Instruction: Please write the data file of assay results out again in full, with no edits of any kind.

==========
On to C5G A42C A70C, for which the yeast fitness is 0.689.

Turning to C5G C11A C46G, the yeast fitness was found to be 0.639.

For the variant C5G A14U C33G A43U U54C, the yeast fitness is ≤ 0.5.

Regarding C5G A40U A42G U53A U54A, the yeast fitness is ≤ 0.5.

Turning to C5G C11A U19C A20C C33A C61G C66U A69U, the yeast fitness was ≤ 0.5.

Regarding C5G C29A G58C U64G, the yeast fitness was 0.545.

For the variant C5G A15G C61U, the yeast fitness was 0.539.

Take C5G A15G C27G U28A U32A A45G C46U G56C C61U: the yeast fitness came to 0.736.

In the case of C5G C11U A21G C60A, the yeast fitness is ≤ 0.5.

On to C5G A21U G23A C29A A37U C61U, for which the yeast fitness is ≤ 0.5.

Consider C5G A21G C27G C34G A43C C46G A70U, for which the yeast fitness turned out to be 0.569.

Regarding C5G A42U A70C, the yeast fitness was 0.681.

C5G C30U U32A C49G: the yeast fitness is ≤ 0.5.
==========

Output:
On to C5G A42C A70C, for which the yeast fitness is 0.689.

Turning to C5G C11A C46G, the yeast fitness was found to be 0.639.

For the variant C5G A14U C33G A43U U54C, the yeast fitness is ≤ 0.5.

Regarding C5G A40U A42G U53A U54A, the yeast fitness is ≤ 0.5.

Turning to C5G C11A U19C A20C C33A C61G C66U A69U, the yeast fitness was ≤ 0.5.

Regarding C5G C29A G58C U64G, the yeast fitness was 0.545.

For the variant C5G A15G C61U, the yeast fitness was 0.539.

Take C5G A15G C27G U28A U32A A45G C46U G56C C61U: the yeast fitness came to 0.736.

In the case of C5G C11U A21G C60A, the yeast fitness is ≤ 0.5.

On to C5G A21U G23A C29A A37U C61U, for which the yeast fitness is ≤ 0.5.

Consider C5G A21G C27G C34G A43C C46G A70U, for which the yeast fitness turned out to be 0.569.

Regarding C5G A42U A70C, the yeast fitness was 0.681.

C5G C30U U32A C49G: the yeast fitness is ≤ 0.5.